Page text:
Alcohol and weight gain are two things associated with the season of merriment also known as Christmas. Most people pile on a few pounds over the festive period but is it really down to the sherry?
|Falalalala la la la la|
A recent story highlighted the hidden calories in booze and warns of high calorie intake from alcohol in the US population. It makes a good point, people forget that drink contain calories and therefore may unintentionally be consuming more than they realise, leading to an increase in dress size. The NHS choices website from the UK also have a section about booze, weight and hidden calories.
If you didn't know, alcohol is made from sugar and starch and is extremely calorific. On the scale of calorie content to volume it comes second only to fat itself. There are around 500 calories in a bottle of wine, which if you are female is one quarter of your recommended daily calorie intake. You can use this handy drinks calculator (which includes different brands and mixers) to work out the calories you are taking in when drinking.
But don't put your glass of port down just yet... the link between alcohol, calories and weight gain isn't 100% clear.
A systematic review from 2011 investigated 31 studies that looked at alcohol and weight gain association but came to no firm conclusions about an association between the two.
However, (put that glass of port back on the table) that doesn't mean that there isn't an association because if there is a direct association then it would be extremely difficult to demonstrate...
Weight gain can be caused by any number of different reasons. As you as a human probably realise. A new job, age, genetics, illness, medication, holidays, time of the year (and month) can all cause fluctuations in weight. Over a number of years and lifetime weight can vary enormously too. On top of all this many studies that monitor weight and try to look for associations often rely on participant recording of weight, height, amount of exercise, food intake and alcohol consumption. This is important and problematic because people lie, especially about their height, weight, exercise, food intake and alcohol consumption. See a previous blog post about a study about how people lie about the amount of chocolate they consume.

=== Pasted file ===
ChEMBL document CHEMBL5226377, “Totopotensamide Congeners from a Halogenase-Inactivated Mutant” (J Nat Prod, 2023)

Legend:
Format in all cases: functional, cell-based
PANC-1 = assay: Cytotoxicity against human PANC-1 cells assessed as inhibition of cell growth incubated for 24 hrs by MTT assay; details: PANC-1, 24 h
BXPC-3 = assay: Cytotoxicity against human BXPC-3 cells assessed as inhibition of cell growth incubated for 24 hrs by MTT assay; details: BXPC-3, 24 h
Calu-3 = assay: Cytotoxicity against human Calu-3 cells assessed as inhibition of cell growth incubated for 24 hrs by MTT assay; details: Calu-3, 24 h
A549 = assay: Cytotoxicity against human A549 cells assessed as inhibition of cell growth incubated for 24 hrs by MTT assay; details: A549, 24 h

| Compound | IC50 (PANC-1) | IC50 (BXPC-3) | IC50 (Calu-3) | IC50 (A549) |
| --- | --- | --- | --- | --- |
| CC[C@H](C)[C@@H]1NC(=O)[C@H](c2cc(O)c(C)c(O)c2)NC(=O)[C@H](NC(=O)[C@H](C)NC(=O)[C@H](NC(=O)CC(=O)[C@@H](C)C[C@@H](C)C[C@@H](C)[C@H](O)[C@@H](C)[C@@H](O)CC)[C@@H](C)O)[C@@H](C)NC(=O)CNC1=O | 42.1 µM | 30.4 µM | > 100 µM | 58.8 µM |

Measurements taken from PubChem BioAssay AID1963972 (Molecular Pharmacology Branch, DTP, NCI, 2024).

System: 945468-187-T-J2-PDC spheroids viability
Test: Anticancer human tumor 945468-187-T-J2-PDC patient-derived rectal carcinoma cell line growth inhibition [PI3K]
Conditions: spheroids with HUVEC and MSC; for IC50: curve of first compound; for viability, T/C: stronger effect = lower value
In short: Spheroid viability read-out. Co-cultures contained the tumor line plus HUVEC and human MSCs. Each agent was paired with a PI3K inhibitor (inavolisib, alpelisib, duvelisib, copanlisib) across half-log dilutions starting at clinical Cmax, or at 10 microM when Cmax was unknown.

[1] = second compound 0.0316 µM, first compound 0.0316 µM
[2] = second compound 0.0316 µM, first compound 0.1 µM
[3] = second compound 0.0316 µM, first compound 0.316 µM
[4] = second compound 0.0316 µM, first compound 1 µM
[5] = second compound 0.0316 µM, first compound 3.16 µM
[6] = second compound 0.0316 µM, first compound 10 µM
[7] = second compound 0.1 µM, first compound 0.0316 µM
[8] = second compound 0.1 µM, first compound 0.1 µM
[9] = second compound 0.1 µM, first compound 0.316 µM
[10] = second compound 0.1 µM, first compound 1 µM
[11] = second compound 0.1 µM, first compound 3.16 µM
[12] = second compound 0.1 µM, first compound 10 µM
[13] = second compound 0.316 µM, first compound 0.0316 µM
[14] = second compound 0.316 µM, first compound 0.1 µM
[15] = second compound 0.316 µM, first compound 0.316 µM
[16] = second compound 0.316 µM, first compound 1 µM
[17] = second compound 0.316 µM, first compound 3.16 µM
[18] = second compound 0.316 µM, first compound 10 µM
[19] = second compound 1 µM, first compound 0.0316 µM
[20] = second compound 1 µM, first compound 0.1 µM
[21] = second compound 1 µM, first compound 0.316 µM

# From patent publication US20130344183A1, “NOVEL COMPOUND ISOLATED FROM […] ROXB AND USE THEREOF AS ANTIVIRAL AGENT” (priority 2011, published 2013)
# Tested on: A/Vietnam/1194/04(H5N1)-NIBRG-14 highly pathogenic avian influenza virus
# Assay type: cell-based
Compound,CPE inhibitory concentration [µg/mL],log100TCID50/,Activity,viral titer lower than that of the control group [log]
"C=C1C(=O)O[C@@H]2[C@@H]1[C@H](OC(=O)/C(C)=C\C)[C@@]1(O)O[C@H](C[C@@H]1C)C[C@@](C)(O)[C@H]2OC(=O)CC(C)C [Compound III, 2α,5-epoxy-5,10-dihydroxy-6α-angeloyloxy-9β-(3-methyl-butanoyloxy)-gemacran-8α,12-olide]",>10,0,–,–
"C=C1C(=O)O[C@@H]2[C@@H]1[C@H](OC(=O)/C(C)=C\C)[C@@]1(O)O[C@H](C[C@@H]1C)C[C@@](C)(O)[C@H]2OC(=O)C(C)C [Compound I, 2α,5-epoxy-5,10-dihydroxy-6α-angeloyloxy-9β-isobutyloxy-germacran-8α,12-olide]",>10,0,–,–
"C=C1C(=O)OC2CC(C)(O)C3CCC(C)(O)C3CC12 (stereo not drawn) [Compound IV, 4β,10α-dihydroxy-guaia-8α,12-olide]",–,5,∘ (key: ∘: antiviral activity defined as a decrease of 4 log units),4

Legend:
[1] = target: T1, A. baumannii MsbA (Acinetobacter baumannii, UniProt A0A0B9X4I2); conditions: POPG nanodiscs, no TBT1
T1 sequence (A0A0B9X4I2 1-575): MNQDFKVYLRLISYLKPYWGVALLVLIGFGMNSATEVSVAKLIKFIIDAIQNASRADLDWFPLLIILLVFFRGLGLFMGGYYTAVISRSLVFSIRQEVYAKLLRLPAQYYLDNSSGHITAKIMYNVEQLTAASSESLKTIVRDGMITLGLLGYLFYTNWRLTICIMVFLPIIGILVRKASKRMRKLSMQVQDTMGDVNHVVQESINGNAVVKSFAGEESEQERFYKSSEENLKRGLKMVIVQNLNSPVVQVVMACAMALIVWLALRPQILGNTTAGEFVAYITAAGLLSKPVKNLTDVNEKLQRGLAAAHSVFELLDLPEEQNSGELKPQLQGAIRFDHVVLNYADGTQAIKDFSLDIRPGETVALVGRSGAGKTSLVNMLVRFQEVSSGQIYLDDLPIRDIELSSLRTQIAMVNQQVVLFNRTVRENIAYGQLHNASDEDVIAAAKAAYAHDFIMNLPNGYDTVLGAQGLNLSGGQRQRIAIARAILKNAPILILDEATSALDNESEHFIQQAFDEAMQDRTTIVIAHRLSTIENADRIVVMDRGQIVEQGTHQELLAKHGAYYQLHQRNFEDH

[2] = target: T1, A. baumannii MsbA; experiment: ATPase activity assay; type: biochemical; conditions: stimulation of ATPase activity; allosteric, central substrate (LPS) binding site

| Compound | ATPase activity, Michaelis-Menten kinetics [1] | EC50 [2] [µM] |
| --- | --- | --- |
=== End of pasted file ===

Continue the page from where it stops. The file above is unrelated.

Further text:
No-one drinks pure ethanol either, and that adds a further complication. Alcohol is extremely calorific but drinking it with mixers that are fat and calorie heavy (like milk and sugary drinks) obviously increases the calorie intake. If you are part of a study and you mix up your drinks a lot, how can you (and it makes it difficult for studies) record your intake accurately. And how can studies separate out an infinite number of drink combinations to decide if it's the alcohol or the chocolate milkshake that you drank with it that is causing your waistline to bulge?
Alcohol and calorific mixers would suggest that drinking more would lead to an increase in weight. It isn't all doom, gloom and hidden calories though, going back to the systematic review (pick that glass of port back up again).. some rather interesting findings were made.